Now I don’t know what to do. Should I just keep on working border # 2, then knit and attach the other two borders, trusting that I’m just being paranoid about the corner edges?

Or do I start border #2 over again using a different (and as of yet “un-unvented” technique), then rip out border #1 and reknit it using the “new” technique? I won’t know whether the edge is stretchy enough as is until I finished border # 3 and dry-stretch the shawl.

I’d hate to do all that work only to have to rip it all out and start over. But I sure don’t want to rip the first border out and reknit it needlessly.

What to do?!?!?!?!?

Spider Queen Continued

I’ve been working a lot on The Spider Queen. Last night I started working on the second border chart.

The Spider Queen in progress

I figure it will take me another 10 days or so to finish the first border and edging. I rather like the way the crowns look.

The crown pattern in the border

Some knitters have made fun of the crown pattern, saying that it looked like Space Invaders, but I just don’t see it.

The Spider Queen Part 3

Shortly after I started work on The Spider Queen, I searched on Ravelry and Google to see whether I could find any information on how knitters who had knitted this shawl had handled the borders. I found photographs of some very lovely completed Spider Queens, and several unfinished projects on Ravelry. But the most interesting finding was the blog of a woman who is fairly well known in knitting circles. Her blog includes a lot of very good technical advice, and she is quite inventive. I was excited to see that she had tackled The Spider Queen back in 2007 because I thought that she had perhaps devised a way to knit the borders without having the ugly seams.

Imagine my surprise when I discovered that this knitter seemed to hate this shawl. Not only did she think the border patterns were so ill-chosen that she designed her own borders using different patterns, she claimed that the instructions given by Hazel Carter, the shawl’s designer, are wrong, wrong, wrong. She had worked a gauge swatch using the spider pattern from the center of the shawl and following Hazel Carter’s instructions to the letter. She posted a picture of the swatch, and it looks pretty awful. The reason for this, she claims, is that she followed the instructions to always read the center chart from right to left. Now, normally a chart written for back-and-forth knitting, as opposed to knitting in the round, is read from right to left on the right-side rows and left to right on the wrong-side rows. So she knitted another swatch reading the charts in the standard way and got much better results. You can see the pictures of her two swatches by clicking here.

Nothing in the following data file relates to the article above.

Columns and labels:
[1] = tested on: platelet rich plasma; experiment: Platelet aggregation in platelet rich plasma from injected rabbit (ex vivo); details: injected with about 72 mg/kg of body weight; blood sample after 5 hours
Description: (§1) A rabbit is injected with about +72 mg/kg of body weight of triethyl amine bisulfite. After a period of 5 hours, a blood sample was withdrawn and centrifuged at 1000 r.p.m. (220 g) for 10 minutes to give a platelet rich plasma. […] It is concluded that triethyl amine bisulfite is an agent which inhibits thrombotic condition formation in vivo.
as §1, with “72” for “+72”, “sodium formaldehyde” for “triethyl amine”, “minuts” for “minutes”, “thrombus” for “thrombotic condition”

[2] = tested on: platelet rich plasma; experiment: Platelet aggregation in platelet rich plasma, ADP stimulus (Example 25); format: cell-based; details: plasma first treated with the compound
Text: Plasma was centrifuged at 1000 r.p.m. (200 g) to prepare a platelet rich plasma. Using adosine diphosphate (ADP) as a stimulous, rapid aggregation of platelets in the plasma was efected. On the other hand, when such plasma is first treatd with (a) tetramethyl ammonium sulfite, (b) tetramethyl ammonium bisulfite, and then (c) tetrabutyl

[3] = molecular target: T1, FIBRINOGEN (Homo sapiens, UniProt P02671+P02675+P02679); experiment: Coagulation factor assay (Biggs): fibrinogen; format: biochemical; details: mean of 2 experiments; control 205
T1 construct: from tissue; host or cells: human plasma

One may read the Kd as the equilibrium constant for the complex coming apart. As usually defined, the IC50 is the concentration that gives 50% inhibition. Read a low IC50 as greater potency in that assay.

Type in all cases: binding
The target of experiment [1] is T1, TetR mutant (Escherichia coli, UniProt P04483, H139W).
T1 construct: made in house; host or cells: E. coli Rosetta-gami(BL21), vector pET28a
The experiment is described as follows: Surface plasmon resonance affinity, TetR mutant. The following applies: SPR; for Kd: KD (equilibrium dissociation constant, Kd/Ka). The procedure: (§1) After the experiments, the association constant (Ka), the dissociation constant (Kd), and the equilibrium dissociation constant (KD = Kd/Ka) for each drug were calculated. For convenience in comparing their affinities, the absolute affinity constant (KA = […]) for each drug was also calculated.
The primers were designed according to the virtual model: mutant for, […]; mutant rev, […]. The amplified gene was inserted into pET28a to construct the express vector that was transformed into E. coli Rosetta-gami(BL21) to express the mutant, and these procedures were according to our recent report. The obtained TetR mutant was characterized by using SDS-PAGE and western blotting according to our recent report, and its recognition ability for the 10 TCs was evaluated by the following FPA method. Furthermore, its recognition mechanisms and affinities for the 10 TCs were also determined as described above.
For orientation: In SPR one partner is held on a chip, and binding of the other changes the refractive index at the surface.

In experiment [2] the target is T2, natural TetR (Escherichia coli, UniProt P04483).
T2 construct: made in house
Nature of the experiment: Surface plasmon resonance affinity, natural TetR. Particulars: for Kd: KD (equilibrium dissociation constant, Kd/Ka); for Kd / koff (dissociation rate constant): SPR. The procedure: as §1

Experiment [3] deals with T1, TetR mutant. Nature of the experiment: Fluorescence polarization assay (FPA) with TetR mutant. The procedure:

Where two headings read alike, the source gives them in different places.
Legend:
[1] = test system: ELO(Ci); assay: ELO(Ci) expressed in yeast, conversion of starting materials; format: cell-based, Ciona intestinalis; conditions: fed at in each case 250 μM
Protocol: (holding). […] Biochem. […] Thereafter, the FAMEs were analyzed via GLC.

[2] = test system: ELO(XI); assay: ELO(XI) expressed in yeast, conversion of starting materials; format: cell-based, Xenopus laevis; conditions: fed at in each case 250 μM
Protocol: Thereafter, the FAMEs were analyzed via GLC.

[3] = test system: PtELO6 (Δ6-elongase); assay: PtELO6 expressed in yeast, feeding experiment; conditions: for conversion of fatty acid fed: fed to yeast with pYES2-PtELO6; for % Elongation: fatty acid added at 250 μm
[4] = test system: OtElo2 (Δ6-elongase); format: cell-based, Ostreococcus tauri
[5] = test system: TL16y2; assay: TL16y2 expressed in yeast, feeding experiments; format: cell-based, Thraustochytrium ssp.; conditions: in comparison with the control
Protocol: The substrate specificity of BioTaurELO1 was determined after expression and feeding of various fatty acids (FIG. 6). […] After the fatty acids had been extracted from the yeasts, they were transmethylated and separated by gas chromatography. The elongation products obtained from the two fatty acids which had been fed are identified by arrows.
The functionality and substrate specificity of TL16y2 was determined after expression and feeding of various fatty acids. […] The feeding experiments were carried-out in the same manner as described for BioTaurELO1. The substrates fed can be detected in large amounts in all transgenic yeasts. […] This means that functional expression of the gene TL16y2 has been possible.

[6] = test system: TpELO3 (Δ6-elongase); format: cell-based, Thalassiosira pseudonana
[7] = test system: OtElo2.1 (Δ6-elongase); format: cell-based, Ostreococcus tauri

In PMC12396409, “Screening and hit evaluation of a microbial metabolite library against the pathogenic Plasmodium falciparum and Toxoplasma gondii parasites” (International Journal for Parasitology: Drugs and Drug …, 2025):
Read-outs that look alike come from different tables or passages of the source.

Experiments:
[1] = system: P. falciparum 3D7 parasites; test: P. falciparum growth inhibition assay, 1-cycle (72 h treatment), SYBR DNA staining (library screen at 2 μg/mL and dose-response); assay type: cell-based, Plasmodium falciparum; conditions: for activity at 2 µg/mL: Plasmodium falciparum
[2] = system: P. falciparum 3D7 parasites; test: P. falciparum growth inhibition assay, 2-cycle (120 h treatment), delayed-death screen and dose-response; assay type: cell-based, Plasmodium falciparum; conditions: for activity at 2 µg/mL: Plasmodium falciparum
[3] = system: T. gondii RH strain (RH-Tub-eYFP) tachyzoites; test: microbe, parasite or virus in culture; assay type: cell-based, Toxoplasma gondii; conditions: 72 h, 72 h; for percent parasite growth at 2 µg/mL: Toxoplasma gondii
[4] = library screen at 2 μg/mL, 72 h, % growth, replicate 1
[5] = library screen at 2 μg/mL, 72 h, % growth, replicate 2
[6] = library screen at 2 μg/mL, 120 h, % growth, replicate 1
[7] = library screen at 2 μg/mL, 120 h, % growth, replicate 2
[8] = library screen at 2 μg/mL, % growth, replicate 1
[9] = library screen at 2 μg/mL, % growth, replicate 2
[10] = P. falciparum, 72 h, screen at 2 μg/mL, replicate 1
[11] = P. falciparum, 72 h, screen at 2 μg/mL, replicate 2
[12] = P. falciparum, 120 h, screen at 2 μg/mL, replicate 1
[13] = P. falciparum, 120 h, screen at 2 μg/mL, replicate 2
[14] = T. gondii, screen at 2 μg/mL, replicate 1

When I found this blog entry, I was quite taken aback because I had already completed most of the first spider section of the shawl center. I had followed the instructions to always read the chart from right to left, and my results were exactly as intended.

The “spider” pattern in my Spider Queen center reading the chart from right to left on every row.

I don’t know where the other knitter went wrong, but it wasn’t the fault of Hazel Carter or the pattern. In fact, the pattern is totally symmetrical, and every row (except 3, 9, and 15) actually reads the same whether one goes from right to left or left to right. If a knitter failed to read the instructions carefully and missed the part where Carter says to read the center chart from right to left on every row and simply knitted the chart in the usual manner, the pattern would work just the same.

I suspect the reason Carter instructs the knitter to always read the chart from right to left is because there are a couple of rows that begin and end with a single decrease (k2tog), but the pattern repeats are separated with a double decrease (sl1, k2tog, psso), so she uses a different symbol for the last stitch of the repeat.

Anyhow, regardless of the complaints of other knitters, I have been happily knitting away on The Spider Queen and after completing two repeats of the center

Two repeats of The Spider Queen center dry-streched.

I’m very happy with how my always-right-to-left spiders look.

The Spider Queen “spiders” knitted according to the designer’s directions.